III. Joint Tenancy
A joint tenancy must display ‘the four unities’: unities of possession, interest, title, and time.
“Unity of possession” means that no co-owner is entitled to the possession of any particular part of the property to the exclusion of the other co-owner.
“Unity of interest” means that joint tenants hold the same interest. Tenants in common, however, may hold in different shares or proportions.
“Unity of title” means that the joint tenants must derive their interest from the same document or act. They must acquire their interest under the same instrument, e.g. an assignment of land.
“Unity of time” means that the joint tenants must acquire their interest at the same time.
A joint tenant does not hold any interest in the property in his individual capacity. His only interest is that which he holds jointly with his fellow joint tenant(s). A joint tenant is said to hold the whole with other joint tenant(s) but nothing by himself. There is only one estate in property which is held jointly and, although the joint tenants between themselves may have distinct rights, to everyone else, they are regarded as a sole owner.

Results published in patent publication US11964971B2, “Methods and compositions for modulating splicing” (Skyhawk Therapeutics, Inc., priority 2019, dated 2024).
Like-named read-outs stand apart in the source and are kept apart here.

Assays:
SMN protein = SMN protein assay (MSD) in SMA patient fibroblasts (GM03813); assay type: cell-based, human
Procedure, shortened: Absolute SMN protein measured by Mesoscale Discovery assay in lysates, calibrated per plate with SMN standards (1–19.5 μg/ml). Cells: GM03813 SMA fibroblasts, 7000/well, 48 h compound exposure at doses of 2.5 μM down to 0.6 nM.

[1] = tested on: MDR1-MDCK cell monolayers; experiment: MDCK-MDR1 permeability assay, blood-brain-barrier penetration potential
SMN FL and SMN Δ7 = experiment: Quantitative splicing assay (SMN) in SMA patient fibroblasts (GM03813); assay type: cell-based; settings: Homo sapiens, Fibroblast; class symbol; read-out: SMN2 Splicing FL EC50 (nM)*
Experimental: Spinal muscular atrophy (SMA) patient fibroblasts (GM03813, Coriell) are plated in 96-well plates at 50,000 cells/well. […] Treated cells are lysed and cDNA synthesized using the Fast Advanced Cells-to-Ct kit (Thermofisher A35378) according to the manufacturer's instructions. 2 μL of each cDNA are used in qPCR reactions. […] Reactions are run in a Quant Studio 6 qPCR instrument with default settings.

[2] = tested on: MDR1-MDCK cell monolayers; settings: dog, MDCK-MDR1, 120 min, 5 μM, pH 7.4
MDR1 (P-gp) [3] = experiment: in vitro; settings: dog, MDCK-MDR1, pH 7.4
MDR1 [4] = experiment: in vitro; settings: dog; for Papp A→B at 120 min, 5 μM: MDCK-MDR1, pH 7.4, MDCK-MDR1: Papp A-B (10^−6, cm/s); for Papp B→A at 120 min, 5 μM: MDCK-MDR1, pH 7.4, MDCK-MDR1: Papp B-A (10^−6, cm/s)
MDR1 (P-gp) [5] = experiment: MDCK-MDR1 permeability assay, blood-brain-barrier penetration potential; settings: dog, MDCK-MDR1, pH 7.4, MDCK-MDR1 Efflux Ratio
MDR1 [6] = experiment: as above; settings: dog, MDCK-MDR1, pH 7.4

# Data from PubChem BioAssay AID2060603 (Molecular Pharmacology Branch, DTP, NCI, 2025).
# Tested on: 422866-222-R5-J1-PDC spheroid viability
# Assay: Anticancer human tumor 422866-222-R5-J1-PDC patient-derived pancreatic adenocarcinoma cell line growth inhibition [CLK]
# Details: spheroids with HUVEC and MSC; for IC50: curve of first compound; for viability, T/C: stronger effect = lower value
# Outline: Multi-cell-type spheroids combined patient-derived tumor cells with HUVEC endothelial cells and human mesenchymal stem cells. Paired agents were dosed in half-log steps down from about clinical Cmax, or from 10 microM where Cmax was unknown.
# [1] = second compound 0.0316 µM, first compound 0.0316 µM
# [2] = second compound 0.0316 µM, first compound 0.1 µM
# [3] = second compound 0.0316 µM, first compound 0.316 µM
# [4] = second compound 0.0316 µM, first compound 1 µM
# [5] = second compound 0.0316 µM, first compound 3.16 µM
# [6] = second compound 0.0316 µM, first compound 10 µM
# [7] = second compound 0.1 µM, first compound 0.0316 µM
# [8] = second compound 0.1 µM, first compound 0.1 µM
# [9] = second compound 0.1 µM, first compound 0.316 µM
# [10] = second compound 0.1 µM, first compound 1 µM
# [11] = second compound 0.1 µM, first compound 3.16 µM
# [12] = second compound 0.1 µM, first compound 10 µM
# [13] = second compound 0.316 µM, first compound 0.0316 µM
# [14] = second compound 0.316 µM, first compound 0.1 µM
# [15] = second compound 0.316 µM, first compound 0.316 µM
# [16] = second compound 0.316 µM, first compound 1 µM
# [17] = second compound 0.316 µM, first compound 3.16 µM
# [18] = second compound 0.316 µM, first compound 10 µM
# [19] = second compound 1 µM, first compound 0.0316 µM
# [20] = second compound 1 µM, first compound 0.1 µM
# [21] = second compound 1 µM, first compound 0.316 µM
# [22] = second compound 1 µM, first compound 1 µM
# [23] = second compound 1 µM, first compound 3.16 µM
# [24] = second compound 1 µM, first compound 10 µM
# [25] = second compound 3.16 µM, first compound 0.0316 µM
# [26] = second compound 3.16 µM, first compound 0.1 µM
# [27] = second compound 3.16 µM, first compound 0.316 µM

If any one of the four unities is missing, then the co-owners are tenants in common, not joint tenants.
When a joint tenant dies, his interest is automatically extinguished and the surviving joint tenant(s) become(s) entitled to the property. If there are two joint tenants, the surviving tenant will become the sole owner of the property. If there are more than two join tenants, the shares of the late joint tenant will be divided and pass to the surviving tenants in equal shares. This special feature of a joint tenancy is known as the “right of survivorship”. The right of survivorship is the right of a person to property by reason of his having survived another person who had an interest in it.